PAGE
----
Dr Joanne Ingram, University of West of Scotland

RSE Scotland Asia Partnerships Higher Education (SAPHIRE) Research Fund awardee 2021

Dr Joanne Ingram, UWS
Dr Joanne Ingram, UWS

In January 2021, in the midst of the Covid-19 pandemic, Scotland went into a second, strict national lockdown. Japan, however, adopted a less enforced policy, and schools there remained open. This contrast in approaches, provided Dr Joanne Ingram, RSE SAPHIRE Research Fund awardee, with the opportunity to work with researchers in both Scotland and Japan to examine the outcomes of these different restrictions on health behaviours (such as drinking, eating, sleeping and exercise), mental wellbeing, and cognitive processes (such as attention span, memory, and learning).

Comparing both countries, Dr Ingram’s research found that stricter restrictions in Scotland, led to over half of adults reporting to have adopted unhealthy behaviours – such as drinking more – whereas, in Japan, respondents reported that their behaviour had stayed roughly the same. A link was also found in Scotland, between poorer health behaviours and poorer mental wellbeing.

Whilst restrictions in Scotland were deployed to protect our unique population from the spread of the virus, research like Dr Ingram’s means that we now have a better understanding of the negative consequences of these policies. Dr Ingram said, “If we find ourselves in a similar situation again, we can use these findings to develop strategies to help people avoid making poorer health choices when restricted, and help them maintain cognitive health and flexibility. Now that we are moving to the next phase of the pandemic, we also need to think about how to help people who still need to improve their physical, mental and cognitive health.”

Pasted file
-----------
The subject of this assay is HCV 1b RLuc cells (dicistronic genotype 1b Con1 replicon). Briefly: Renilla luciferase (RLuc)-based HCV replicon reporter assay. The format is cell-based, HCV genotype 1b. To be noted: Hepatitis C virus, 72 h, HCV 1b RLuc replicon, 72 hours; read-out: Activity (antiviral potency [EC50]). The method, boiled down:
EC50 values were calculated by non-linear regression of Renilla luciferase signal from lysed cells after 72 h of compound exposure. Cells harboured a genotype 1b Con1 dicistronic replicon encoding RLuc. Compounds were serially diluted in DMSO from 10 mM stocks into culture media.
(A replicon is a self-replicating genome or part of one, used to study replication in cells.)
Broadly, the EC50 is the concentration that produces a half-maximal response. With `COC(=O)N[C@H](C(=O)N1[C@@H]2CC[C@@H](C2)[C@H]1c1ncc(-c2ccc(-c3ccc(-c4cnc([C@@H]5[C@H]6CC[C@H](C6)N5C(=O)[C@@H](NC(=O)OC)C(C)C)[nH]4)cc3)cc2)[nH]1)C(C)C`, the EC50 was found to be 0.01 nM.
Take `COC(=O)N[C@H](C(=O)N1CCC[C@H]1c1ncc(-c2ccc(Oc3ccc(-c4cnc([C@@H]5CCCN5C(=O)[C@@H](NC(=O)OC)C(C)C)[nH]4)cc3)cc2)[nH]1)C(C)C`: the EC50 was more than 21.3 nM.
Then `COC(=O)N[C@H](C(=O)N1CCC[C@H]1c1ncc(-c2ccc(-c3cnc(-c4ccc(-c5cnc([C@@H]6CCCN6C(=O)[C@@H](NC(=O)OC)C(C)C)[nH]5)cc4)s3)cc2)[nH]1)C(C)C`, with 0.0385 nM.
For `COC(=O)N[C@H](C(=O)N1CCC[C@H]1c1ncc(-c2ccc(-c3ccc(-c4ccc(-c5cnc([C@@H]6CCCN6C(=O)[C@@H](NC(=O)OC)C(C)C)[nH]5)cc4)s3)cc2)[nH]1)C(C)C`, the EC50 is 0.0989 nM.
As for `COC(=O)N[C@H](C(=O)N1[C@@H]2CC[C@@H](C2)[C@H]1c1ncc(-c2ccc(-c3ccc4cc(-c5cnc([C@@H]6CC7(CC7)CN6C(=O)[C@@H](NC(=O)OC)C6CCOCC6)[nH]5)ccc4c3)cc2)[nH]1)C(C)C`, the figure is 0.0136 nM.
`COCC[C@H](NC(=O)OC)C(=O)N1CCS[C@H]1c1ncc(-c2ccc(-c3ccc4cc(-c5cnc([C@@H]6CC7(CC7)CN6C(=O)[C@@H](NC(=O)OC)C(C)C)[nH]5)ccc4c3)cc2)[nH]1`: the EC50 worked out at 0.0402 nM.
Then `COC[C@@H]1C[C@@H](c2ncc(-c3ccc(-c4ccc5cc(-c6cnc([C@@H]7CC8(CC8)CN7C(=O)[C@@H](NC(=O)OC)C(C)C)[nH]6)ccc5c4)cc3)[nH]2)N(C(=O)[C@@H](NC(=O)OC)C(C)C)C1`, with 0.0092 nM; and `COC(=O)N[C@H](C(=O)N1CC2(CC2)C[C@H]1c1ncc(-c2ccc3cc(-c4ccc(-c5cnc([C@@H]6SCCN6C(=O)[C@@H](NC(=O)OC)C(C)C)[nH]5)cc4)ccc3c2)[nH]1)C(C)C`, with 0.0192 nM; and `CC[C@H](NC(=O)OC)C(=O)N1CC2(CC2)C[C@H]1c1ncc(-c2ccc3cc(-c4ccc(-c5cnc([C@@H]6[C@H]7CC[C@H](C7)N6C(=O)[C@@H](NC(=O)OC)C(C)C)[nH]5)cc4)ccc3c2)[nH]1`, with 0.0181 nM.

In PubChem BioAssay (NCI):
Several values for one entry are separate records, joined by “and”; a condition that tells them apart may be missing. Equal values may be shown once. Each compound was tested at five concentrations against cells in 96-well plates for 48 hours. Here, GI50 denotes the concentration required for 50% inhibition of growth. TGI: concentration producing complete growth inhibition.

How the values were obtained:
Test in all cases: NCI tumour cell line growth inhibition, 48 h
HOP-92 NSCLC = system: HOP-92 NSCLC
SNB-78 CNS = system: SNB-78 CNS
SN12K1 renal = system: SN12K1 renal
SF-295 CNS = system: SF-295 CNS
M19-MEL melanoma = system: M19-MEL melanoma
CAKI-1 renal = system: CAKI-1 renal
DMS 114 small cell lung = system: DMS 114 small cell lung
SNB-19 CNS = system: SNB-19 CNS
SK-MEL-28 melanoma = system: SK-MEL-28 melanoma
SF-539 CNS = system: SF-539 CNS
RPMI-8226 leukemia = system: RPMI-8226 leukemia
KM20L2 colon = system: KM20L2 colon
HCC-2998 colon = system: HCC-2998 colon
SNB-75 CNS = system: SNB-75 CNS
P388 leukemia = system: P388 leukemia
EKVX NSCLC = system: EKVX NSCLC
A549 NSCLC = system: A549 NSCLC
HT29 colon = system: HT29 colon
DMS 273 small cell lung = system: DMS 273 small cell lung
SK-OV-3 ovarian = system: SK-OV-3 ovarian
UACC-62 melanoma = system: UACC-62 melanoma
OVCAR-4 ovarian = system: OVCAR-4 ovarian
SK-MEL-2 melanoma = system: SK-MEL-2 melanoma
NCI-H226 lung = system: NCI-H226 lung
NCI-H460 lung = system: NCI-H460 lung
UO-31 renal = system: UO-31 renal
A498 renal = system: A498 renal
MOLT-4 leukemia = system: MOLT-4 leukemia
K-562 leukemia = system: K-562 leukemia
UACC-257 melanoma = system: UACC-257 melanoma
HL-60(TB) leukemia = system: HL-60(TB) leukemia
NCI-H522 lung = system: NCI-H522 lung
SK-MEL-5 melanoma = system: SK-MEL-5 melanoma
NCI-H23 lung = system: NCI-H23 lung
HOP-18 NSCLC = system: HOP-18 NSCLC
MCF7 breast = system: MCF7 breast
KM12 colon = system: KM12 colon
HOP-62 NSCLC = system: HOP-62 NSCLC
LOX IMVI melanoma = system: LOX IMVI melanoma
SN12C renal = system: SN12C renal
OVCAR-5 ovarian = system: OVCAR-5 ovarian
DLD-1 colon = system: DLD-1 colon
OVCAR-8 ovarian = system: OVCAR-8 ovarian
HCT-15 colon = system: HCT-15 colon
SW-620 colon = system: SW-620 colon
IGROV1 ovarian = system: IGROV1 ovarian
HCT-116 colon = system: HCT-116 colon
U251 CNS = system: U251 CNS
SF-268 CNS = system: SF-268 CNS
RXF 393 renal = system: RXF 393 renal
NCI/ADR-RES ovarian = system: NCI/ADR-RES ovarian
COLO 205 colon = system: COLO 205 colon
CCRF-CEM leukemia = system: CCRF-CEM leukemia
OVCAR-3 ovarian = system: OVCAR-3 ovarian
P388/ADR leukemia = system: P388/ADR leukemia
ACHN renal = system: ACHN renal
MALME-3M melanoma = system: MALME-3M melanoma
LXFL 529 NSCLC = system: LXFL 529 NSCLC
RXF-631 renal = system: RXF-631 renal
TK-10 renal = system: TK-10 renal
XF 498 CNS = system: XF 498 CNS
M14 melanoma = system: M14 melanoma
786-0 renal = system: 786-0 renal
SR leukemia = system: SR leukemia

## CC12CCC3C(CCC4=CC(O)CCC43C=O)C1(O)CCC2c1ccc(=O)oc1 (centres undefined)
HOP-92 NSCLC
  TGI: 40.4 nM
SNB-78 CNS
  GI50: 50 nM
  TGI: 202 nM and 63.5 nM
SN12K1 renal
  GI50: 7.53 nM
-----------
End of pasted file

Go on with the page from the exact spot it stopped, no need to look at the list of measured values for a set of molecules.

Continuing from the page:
This award allowed me to build a research team in both countries and quickly engage with people in Scotland and Japan whilst they were still under restrictions. Without the award we would not have been able to assess people in both countries, so as an international collaborative project, it wouldn’t have been possible.”

Dr Joanne Ingram

Dr Ingram’s following projects will consider the longer-term effects of Covid-19 on people’s cognitive abilities. Specifically, she hopes to look at how long-Covid affects our ability to concentrate on and remember information. Some estimates suggest that over 100,000 people in Scotland are living with long-Covid, but very little is known about its effects or the potential for recovery. Dr Ingram plans to collaborate with other researchers working in cognitive ability, chronic illness, and physical health to help people suffering from long-Covid and other chronic illnesses; potentially developing strategies for improvement and raising awareness of these debilitating diseases.


SAPHIRE is a grant with the aim of enhancing the existing international research partnerships between Scottish universities and partners in Australia, India, Indonesia, Japan, Pakistan, New Zealand, Singapore, and South Korea.